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Industry Group: It's OK for Apple's iTunes to Block Palm Pre Sync

Apple Inc. appears to have clearance from an industry group to block rival Palm Inc.'s Pre phone from connecting with iTunes software. 

Palm complained to the group in July that Apple was improperly using its USB vendor code to block competitors. But the group disagreed in a letter sent to both companies Tuesday.

The letter also warned that if Palm updates the Pre's software to include Apple's vendor code — a move Palm indicated in its complaint that it planned to make in order to restore the iTunes feature — it would violate the group's rules.

The group asked Palm to clarify its intent and respond within a week about the potential violation.

Palm spokesman Derick Mains said the company contacted the USB group because it believes consumers should be able to decide how they use media they own that is not subject to copy-protection restrictions. He said Palm is reviewing the letter and will respond if it thinks it is appropriate.

Apple spokesman Tom Neumayr said the company had no comment.

The iTunes spat is part of a larger rivalry building between Apple and Palm, whose chairman and CEO, Jon Rubinstein, once was an executive at Apple and oversaw the iPod. The Pre includes a "multi-touch" screen like Apple's iPhone, which lets users do things like pinch the screen to zoom in and out of photos.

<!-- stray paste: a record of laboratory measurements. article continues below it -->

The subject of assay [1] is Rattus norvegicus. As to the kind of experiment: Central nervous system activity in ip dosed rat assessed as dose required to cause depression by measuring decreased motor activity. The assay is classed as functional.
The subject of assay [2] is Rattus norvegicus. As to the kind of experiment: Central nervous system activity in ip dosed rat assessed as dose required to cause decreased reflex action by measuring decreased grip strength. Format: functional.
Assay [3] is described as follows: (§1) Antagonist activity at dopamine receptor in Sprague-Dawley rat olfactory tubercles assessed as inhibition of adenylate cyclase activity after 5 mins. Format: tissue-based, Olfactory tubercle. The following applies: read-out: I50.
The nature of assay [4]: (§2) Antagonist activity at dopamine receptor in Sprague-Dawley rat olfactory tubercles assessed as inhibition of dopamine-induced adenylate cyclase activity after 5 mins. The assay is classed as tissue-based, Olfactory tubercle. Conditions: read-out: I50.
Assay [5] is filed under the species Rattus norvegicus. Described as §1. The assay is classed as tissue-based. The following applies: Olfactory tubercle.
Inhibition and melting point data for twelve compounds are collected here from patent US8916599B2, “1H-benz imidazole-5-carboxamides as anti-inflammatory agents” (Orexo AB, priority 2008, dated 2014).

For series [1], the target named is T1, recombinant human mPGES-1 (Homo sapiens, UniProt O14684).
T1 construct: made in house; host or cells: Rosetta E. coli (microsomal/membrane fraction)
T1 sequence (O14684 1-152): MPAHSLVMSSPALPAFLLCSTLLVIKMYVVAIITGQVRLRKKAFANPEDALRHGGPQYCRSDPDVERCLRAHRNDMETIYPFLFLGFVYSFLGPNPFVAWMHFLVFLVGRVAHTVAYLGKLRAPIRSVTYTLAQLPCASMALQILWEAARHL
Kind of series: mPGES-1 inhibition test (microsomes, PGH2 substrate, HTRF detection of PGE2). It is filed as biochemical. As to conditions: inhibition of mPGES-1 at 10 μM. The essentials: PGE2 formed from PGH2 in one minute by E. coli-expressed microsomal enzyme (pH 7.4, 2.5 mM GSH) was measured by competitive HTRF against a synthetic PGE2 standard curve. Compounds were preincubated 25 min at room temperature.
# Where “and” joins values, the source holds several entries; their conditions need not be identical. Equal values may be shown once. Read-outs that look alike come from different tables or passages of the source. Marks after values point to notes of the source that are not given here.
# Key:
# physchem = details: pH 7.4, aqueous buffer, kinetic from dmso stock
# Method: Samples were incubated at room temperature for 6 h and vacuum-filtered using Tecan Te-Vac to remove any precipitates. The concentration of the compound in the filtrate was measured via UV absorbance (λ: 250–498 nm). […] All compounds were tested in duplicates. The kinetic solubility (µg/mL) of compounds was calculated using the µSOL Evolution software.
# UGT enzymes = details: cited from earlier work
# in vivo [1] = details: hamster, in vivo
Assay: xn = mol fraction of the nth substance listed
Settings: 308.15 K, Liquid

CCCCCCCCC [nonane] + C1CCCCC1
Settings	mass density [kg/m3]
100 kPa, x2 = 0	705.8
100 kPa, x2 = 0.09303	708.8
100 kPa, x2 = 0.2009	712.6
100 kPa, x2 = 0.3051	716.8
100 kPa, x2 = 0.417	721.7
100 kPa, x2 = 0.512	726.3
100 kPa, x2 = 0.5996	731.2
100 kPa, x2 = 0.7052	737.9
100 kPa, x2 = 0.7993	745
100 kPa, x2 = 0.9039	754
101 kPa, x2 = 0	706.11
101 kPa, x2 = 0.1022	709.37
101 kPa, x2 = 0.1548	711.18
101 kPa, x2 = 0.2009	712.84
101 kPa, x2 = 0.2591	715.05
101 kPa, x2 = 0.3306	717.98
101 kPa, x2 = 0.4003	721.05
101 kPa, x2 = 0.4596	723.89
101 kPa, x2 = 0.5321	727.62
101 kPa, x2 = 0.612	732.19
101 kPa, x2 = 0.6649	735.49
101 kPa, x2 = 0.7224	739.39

PreCentral reported earlier today that webOS 1.2.1 will be delayed but that the new release will fix the iTunes sync. Considering it was report that the iTunes initial sync was just shy of two and a half hours to repair, we would have to bet that we haven't heard the end of this battle.

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Reader Comments (4)

Should we be surprised?

September 23, 2009 | Unregistered CommenterDon

Talk about another poor business decision! They make money from iTunes. Not everyone will buy an iPhone so if they allow access they are still making money from selling music. This is exactly why Microsoft has the lion’s share of the computer software market. Apple tried to keep everything to itself instead of outsourcing and growing they kept a great product too expensive and limited their growth.

September 23, 2009 | Unregistered CommenterHarky

Well Harky, maybe that's why Apple controls one of the safest computing environments around. Control doesn't have to be a bad thing, if you agree with the amount of, and direction of the control it's a very good thing.... if you don't, Don't buy Apple products.... it's called consumer freedom. Bye!

September 23, 2009 | Unregistered CommenterDave

Dave, you need to consider though why it is one of the safest environments: even still not that many people own macs, so the decision to create malware for them isn't financially as practical. I don't want to buy something just to be told I can't use it as I wish.

Where control becomes a bad thing is when users pay sometimes 2, even 3 times as much for a product or service and then loose functionality and capabilities. Restriction stifles creativity, particularly in electronics. Apple has made several corporate decisions in their products to limit what their devices are capable of doing, and as such will fall short in their devices. Ask any Tiger, Leopard, or Snow Leopard user, on those computers you either do things the Mac way or it doesn't get done. Often times, it can't be done. On a Windows environment and even more so on a Linux based environment, the user is in more control over the platform and as such able to do quite a lot more.

September 23, 2009 | Unregistered CommenterMatthew

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